By David & Ann Schissler – It’s no secret ski resort closings came early and suddenly this season given the Covid-19 pandemic. Mentally, I know it was the right thing to do. Emotionally, it was a little traumatic. With feet of snow on the mountain and more in the forecast, some of the best days of the season were ahead of us. It’s always hard to put them away but this season was particularly tough.

Soaking up the sun and the snow for the final day at Bretton Woods, NH. Photo by Ann Schissler

I consider myself one of the lucky few able to enjoy the last, dramatic days. I was in Lincoln, NH in mid-March anticipating covering the World Pro Ski Tour event scheduled for Waterville Valley. Of course, it didn’t happen. It was one of a flurry of cancellations and closures each day that week. As the emails kept arriving, I began to wonder if my ski season was over, too. That Sunday, March 15th, I went to Waterville anyway. When I checked their website that morning, I learned they intended to turn lifts indefinitely while taking prudent precautions around the mountain. Cleaning was stepped up and sanitation stations were readily available. 

I was surprised to see how “normal” the mountain appeared. It was a pretty typical Sunday with a full parking lot and families everywhere. I went into the base lodge with the intention of keeping my 6-foot interval. I was pleased to see that would not be an issue. There was plenty of room and others were practicing social distancing, too. I had a table to myself. Purell was readily available and I used it.

Being on the hill was totally typical. It was a bluebird day with a nicely groomed surface and it felt quite normal. There were plenty of skiers and boarders around and since giving each other space on the trail is the norm no one was ever closer to me than 10 feet. The biggest risk to my health was riding up the lift. I was riding single that trip (my wife Ann pretty much had her fill of spring skiing by then and Covid-19 was her tipping point). As I entered the lift maze, I made of point using the singles line and riding up single if I could, which is so counter to years of practicing and promoting good lift line etiquette; or with another single when possible. We would each sit on opposite ends of a quad chair and talk about the crazy circumstance we were all dealing with. 

The new gondola sits idle over fully covered trials at Bretton Woods.
Photo by Ann Schissler

The next day, Monday the 16th, I went to Bretton Woods. Again, a thorough search of their website that morning ensured lifts were turning that day. By then, so many closings and cancellations were being announced that you just couldn’t assume a resort would be operating without checking prior. It was another bluebird day with great snow. When I arrived at the mountain, I was a little surprised to see there were no restrictions at all on movement or behavior. I was surprised to see that for some reason the resort closed all but two lifts on the main mountain. This created lift lines no one was happy to be in. There was a sign just before the loading area instructing us to only ride up with those in our party regardless of number. Even though I was still a single, since the line was significant, I decided to ride with others. Normally, I would just slide into the first single slot that became available but this day I made of point of asking consent to ride up with their party. I’m happy to say no one said “No”. In fact, in true New Hampshire spirit several congratulated me for being unafraid of riding with them. Of course, each ride up the conversation turned to the virus, closings, where is this leading, etc. like all of you have been talking about too.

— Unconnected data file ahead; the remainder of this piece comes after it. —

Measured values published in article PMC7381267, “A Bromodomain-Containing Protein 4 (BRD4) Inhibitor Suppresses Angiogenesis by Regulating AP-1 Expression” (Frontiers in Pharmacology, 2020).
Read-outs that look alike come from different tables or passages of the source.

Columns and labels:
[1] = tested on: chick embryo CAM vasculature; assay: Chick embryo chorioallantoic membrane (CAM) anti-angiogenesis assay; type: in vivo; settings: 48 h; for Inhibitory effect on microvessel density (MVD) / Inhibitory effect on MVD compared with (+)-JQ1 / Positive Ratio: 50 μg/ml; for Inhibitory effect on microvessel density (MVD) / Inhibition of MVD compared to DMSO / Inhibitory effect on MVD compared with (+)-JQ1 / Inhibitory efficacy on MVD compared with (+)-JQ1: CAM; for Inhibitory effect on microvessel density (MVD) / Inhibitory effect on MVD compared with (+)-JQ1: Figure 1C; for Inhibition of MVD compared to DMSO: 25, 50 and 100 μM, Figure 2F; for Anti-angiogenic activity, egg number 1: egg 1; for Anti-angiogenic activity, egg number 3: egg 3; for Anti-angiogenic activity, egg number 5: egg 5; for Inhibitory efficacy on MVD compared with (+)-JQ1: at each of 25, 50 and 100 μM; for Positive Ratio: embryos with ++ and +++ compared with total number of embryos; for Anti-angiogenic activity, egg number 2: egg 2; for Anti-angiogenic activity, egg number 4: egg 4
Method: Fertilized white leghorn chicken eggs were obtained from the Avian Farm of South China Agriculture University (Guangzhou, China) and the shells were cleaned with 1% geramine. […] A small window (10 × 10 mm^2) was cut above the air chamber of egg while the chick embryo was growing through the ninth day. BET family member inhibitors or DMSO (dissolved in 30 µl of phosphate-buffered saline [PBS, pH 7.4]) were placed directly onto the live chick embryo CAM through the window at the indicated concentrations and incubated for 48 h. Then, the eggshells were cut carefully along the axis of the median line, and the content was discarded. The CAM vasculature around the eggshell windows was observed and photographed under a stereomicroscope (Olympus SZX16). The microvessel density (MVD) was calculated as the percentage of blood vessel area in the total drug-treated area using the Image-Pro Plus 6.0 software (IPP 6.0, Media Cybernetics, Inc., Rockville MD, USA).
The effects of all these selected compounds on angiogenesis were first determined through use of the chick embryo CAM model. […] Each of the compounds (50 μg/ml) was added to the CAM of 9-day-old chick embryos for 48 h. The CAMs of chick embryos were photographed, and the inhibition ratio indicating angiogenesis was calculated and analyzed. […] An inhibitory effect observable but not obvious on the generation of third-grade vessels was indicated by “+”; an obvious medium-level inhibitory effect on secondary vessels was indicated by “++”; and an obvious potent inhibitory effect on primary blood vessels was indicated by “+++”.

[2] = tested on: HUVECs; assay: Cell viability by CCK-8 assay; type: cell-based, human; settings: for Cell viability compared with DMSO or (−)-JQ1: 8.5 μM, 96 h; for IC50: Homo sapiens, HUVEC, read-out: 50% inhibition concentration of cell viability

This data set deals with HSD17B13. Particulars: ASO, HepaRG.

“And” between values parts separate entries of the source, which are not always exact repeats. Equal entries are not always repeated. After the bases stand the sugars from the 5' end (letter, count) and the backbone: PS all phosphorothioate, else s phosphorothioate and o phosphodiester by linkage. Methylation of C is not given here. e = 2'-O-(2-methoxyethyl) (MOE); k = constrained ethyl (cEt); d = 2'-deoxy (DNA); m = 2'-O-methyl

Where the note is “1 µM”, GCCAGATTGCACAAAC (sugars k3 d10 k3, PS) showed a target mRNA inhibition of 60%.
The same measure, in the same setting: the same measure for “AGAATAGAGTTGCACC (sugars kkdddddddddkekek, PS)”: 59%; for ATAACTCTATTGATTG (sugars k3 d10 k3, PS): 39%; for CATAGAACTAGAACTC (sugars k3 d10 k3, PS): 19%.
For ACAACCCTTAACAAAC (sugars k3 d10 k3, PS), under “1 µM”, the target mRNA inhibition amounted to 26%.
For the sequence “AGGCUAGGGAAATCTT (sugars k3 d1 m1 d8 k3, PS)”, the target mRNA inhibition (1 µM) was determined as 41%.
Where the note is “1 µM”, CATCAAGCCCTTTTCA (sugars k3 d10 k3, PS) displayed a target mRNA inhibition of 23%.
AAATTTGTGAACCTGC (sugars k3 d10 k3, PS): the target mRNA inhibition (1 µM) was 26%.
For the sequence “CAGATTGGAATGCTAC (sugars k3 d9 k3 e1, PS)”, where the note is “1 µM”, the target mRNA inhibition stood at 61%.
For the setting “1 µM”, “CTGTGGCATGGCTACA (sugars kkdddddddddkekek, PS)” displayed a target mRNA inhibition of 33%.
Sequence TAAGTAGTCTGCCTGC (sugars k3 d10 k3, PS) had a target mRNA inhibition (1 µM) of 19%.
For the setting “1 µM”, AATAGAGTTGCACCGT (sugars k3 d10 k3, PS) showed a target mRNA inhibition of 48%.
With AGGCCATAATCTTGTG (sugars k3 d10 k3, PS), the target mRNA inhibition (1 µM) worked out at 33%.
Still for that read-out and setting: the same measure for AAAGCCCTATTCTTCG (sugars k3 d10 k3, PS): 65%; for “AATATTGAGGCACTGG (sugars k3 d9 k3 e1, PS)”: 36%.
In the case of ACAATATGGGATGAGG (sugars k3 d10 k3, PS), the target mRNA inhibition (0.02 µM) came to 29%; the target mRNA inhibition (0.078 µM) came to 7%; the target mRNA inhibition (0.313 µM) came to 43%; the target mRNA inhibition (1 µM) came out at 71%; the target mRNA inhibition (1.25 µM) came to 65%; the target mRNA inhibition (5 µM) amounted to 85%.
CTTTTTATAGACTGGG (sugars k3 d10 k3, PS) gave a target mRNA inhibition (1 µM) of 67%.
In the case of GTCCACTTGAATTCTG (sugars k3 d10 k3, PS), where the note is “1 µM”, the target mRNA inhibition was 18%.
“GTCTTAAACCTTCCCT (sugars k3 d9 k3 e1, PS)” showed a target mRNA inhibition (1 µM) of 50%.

This was Waterville Valley one day before closing. A great day but it was heartbreaking to know it was over. Photo by Ann Schissler.

My last day of the season was St. Patrick’s Day at Waterville Valley again. I woke up to 2-to-3 inches of new powder snow. I did the morning website check again and saw dramatic changes in Waterville’s operations of just two days before. The three main lifts were turning but the lodge, (accept for some ground floor restrooms), cafeteria, ski school, ski shop, rental shop, and on-mountain restaurant were all closed. You had to boot-up in the parking lot (what other sport dresses in the parking lot?) and leave all belongings in your vehicle. This made more sense to me. I could walk right to the lift, ski all day, walk back to my car and still maintain the recommended social distancing. That day, Bretton woods moved to the same model. No lodge, etc. In spite of the precautions the outcry from peers and others forced the closure of both mountains for the season the next day. 

Ten days after Waterville Valley closed there’s still a healthy snow-pack.

There’s talk of some mountains potentially re-opening but I think that ship has sailed. As I’m writing this the number of Covid-19 cases is growing exponentially, first responders are still lacking Personal Protective Equipment and the Federal government is still dragging its feet. My hometown on Cape Cod is even more of a ghost town than usual for March and the summer season is in doubt. As much as I love to ski, keeping myself, those I love and strangers safe is far more important. Here’s looking to a bumper 20/21 ski season.